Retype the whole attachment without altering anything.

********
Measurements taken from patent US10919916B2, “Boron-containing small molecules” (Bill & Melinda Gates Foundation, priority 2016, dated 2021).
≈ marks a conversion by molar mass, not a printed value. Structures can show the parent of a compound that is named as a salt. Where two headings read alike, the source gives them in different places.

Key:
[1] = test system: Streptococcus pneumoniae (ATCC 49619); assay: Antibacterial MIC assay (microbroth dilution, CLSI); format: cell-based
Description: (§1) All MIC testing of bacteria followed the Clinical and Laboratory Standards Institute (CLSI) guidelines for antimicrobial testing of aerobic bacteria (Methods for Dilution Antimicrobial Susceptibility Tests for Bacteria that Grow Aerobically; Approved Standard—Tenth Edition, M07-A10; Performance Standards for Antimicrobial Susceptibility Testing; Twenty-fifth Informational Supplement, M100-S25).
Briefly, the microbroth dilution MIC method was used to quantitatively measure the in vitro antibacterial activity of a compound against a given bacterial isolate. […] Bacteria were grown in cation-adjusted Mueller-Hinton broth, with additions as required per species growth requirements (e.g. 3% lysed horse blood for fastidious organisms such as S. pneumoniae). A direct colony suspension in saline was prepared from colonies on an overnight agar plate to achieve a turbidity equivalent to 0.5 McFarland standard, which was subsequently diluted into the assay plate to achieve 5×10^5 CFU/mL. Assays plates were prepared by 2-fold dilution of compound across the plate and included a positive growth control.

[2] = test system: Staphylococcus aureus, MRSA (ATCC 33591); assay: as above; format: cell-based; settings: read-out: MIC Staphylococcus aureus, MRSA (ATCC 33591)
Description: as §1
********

Measurements taken from patent US10919916B2, “Boron-containing small molecules” (Bill & Melinda Gates Foundation, priority 2016, dated 2021).
≈ marks a conversion by molar mass, not a printed value. Structures can show the parent of a compound that is named as a salt. Where two headings read alike, the source gives them in different places.

Key:
[1] = test system: Streptococcus pneumoniae (ATCC 49619); assay: Antibacterial MIC assay (microbroth dilution, CLSI); format: cell-based
Description: (§1) All MIC testing of bacteria followed the Clinical and Laboratory Standards Institute (CLSI) guidelines for antimicrobial testing of aerobic bacteria (Methods for Dilution Antimicrobial Susceptibility Tests for Bacteria that Grow Aerobically; Approved Standard—Tenth Edition, M07-A10; Performance Standards for Antimicrobial Susceptibility Testing; Twenty-fifth Informational Supplement, M100-S25).
Briefly, the microbroth dilution MIC method was used to quantitatively measure the in vitro antibacterial activity of a compound against a given bacterial isolate. […] Bacteria were grown in cation-adjusted Mueller-Hinton broth, with additions as required per species growth requirements (e.g. 3% lysed horse blood for fastidious organisms such as S. pneumoniae). A direct colony suspension in saline was prepared from colonies on an overnight agar plate to achieve a turbidity equivalent to 0.5 McFarland standard, which was subsequently diluted into the assay plate to achieve 5×10^5 CFU/mL. Assays plates were prepared by 2-fold dilution of compound across the plate and included a positive growth control.

[2] = test system: Staphylococcus aureus, MRSA (ATCC 33591); assay: as above; format: cell-based; settings: read-out: MIC Staphylococcus aureus, MRSA (ATCC 33591)
Description: as §1